Michael Robichaux, Ph.D.
Michael Robichaux, Ph.D.
Postdoctoral Fellow - Mentor: Ted Wensel, Ph.D.
- Postdoctoral Fellow - Mentor: Ted Wensel, Ph.D.
Baylor College of Medicine
Houston, Texas United States
- Baylor College of Medicine (Lab)
BCM-Alkek Graduate School
Houston, TX 77030
- BS from Nicholls State University
- 05/2008 - Thibodaux, Louisiana United States
- Biology (Pre-Medicine)
- PhD from University of Texas Southwestern Medical Center
- 05/2013 - Dallas, Texas United States
- Post-Doctoral Fellowship at Baylor College of Medicine
- Houston, Texas United States
- Biochemistry and Molecular Biology
- Cell Biology and Cell Fate Determination
- Cryo-Electron Microscopy and Tomography
- Membrane Trafficking and Cytoskeleton
- Protein Structure-Function and Protein Folding
- Signal Transduction
- Structural Biology and Macromolecular Assemblies
- Mouse and Rat
- Xenopus and Zebrafish
Professional StatementLOCALIZATION OF THE BARDET-BIEDL SYNDROME PROTEIN COMPLEX IN ROD PHOTORECEPTOR CILIA
Michael Robichaux, Theodore G. Wensel
Bardet-Biedl syndrome (BBS) is a pleiotropic ciliopathy characterized by the dysfunction of primary cilia and retinal degeneration of the photoreceptor cells of the retina, which, among other disease outcomes, leads to vision loss and blindness. 8 essential BBS ciliary proteins form the macromolecular BBSome protein complex, which functions as a membrane coat in vitro and is hypothesized to regulate of key trafficking events within the primary cilia of most cell types. Beyond preliminary findings, however, little is known of the macromolecular structure of the BBSome or its precise function in primary cilia, including the rod outer segment (ROS) sensory cilium of the retina. One key limitation to our understanding of the retinal BBSome is the lack of sublocalization data within the small area of the ROS cilia in photoreceptor cells. Thus, I have begun a rigorous sublocalization analysis of the BBSome complex in ROS sensory cilia using high-powered STORM super resolution imaging, which enables the localization of the retinal BBSome proteins to a resolution of approximately 20-30 nm. At such a highresolution, I have been able to confirm the localization of BBSome proteins near the basal body complex and surrounding the restrictive connecting cilium portion of the ROS cilium. However, to improve this STORM super resolution analysis and complete my analysis of the retinal BBSome, I have developed a method for creating homemade STORM antibodies that are specially conjugated to multiple STORM-specific photoswitching fluorophores. I have demonstrated that this novel immunostaining reagent that I specifically designed for STORM imaging will yield more accurate STORM reconstructions than those generated using commercial reagents. Together, these early and proposed sublocalization findings will greatly inform future functional studies of the BBSome and contribute to our current understanding of Bardet-Biedl syndrome and other crippling retinal ciliopathies.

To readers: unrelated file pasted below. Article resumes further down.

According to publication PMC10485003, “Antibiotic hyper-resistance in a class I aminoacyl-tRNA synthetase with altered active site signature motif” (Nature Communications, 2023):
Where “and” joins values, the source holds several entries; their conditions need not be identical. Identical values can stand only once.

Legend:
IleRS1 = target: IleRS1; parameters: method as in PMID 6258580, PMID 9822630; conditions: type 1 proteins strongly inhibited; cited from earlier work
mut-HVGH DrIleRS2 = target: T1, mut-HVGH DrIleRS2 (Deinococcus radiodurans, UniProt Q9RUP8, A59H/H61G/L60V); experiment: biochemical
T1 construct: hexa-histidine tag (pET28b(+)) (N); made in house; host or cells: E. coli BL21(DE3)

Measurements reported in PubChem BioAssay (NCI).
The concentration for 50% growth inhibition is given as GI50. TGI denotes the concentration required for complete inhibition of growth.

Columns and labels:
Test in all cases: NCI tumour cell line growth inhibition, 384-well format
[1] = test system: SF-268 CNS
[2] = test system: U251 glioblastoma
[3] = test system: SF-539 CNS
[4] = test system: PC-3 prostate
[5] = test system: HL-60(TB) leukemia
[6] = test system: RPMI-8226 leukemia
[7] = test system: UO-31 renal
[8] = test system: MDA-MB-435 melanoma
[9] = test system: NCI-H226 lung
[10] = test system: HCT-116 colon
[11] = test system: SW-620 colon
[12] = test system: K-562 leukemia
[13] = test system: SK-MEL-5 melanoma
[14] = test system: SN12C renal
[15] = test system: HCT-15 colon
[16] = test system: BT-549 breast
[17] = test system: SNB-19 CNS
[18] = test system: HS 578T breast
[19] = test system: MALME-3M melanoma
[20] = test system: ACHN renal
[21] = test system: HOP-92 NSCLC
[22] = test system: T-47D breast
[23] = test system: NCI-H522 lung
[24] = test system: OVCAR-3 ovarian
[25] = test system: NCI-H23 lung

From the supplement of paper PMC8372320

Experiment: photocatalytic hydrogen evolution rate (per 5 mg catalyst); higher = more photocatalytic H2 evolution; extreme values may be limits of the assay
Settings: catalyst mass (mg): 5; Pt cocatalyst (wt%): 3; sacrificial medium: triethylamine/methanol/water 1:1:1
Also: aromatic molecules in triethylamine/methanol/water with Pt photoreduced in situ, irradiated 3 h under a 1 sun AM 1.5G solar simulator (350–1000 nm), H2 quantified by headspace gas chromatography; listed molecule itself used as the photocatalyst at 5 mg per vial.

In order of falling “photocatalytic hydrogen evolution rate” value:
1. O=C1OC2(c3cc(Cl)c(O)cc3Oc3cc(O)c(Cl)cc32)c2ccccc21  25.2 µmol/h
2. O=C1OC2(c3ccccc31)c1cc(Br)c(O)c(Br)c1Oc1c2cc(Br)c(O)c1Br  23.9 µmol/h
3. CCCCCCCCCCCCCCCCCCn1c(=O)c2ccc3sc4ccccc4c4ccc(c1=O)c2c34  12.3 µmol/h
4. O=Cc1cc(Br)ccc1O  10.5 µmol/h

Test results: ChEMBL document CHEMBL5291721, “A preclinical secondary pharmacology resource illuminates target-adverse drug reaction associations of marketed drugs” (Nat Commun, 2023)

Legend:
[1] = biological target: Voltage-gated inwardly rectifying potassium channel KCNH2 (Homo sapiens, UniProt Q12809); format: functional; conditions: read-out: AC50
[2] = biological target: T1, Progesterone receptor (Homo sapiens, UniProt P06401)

- Robichaux MA1, Chenaux G, Ho HY, Soskis MJ, Dravis C, Kwan KY, Šestan N, Greenberg ME, Henkemeyer M, Cowan CW "EphB receptor forward signaling regulates area-specific reciprocal thalamic and cortical axon pathfinding." Proceedings of the National Academy of Scienc. 2014 February 11; 111 (6): 2188-93. Pubmed PMID: 24453220
- Srivastava, N.*, Robichaux, M.A.*, Chenaux, G., Henkemeyer, M., and Cowan, C.W "EphB2 receptor forward signaling controls cortical growth cone collapse via Nck and Pak." Mol Cell Neurosci. 2013 January ; 52 : 106-16. Pubmed PMID: 23147113
- Soskis, M.J., Ho, H.Y., Bloodgood, B.L., Robichaux, M.A., Malik, A.N., Ataman, B., Rubin, A.A., Zieg, J., Zhang, C., Shokat, K.M., Sharma, N., Cowan, C.W., Greenberg, M.E "A chemical genetic approach reveals distinct EphB signaling mechanisms during brain development." Nat Neurosci. 2012 December ; 15 (12): 1645-54. Pubmed PMID: 23143520
- Robichaux, M. A., and Cowan, C. W "Signaling Mechanisms of Axon Guidance and Early Synaptogenesis. In Current Topics in Behavioral Neurosciences." Current Topics in Behavioral Neurosciences: T. 2014 16 : 19-48. Pubmed PMID: 24318963
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